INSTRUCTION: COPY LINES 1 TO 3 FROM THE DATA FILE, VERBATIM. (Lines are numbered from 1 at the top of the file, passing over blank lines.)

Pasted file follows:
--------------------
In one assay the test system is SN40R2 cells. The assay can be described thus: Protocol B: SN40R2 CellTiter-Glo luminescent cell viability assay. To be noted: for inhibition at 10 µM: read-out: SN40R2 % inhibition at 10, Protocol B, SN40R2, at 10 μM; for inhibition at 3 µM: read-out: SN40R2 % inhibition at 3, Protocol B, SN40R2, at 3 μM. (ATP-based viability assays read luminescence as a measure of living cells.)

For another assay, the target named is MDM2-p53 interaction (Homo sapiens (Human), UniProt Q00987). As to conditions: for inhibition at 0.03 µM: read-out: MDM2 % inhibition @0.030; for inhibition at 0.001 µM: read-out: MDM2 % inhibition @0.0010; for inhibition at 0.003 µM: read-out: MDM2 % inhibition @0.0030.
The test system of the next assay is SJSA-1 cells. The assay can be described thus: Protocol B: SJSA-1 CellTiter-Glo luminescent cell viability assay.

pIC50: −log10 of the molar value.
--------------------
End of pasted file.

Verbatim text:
In one assay the test system is SN40R2 cells. The assay can be described thus: Protocol B: SN40R2 CellTiter-Glo luminescent cell viability assay. To be noted: for inhibition at 10 µM: read-out: SN40R2 % inhibition at 10, Protocol B, SN40R2, at 10 μM; for inhibition at 3 µM: read-out: SN40R2 % inhibition at 3, Protocol B, SN40R2, at 3 μM. (ATP-based viability assays read luminescence as a measure of living cells.)

For another assay, the target named is MDM2-p53 interaction (Homo sapiens (Human), UniProt Q00987). As to conditions: for inhibition at 0.03 µM: read-out: MDM2 % inhibition @0.030; for inhibition at 0.001 µM: read-out: MDM2 % inhibition @0.0010; for inhibition at 0.003 µM: read-out: MDM2 % inhibition @0.0030.
The test system of the next assay is SJSA-1 cells. The assay can be described thus: Protocol B: SJSA-1 CellTiter-Glo luminescent cell viability assay.